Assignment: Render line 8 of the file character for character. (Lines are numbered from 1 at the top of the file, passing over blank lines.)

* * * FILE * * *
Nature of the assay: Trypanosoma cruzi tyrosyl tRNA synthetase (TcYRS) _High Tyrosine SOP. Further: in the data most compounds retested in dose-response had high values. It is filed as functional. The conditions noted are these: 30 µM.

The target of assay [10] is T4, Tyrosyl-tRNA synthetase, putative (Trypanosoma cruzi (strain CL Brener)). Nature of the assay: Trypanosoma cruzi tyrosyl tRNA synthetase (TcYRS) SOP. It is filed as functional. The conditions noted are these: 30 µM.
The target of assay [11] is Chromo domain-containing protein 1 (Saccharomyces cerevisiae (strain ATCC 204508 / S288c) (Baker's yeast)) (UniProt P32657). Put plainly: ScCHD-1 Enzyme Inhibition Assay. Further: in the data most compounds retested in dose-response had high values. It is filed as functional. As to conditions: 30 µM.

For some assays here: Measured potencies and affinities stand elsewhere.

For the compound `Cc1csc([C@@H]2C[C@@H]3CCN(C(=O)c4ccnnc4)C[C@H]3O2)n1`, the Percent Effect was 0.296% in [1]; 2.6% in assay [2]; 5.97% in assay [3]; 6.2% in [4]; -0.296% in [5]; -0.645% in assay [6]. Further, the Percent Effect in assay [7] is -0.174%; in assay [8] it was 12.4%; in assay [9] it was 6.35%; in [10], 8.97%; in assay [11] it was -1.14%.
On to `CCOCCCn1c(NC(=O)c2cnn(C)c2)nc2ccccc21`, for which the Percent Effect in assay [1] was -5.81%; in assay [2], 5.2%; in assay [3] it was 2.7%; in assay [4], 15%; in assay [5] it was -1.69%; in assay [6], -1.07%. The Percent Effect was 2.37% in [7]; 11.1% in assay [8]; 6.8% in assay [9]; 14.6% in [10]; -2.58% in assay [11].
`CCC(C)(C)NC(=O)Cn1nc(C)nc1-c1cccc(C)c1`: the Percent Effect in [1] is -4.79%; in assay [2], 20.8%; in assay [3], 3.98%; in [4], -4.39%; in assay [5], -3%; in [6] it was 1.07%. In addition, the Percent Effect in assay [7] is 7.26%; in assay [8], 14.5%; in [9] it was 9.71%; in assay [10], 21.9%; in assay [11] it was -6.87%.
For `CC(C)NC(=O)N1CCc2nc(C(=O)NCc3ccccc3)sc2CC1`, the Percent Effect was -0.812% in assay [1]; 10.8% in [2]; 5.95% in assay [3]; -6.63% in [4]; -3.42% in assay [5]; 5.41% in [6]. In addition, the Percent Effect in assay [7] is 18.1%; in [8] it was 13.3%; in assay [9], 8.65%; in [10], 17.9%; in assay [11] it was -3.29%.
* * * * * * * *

For `CC(C)NC(=O)N1CCc2nc(C(=O)NCc3ccccc3)sc2CC1`, the Percent Effect was -0.812% in assay [1]; 10.8% in [2]; 5.95% in assay [3]; -6.63% in [4]; -3.42% in assay [5]; 5.41% in [6]. In addition, the Percent Effect in assay [7] is 18.1%; in [8] it was 13.3%; in assay [9], 8.65%; in [10], 17.9%; in assay [11] it was -3.29%.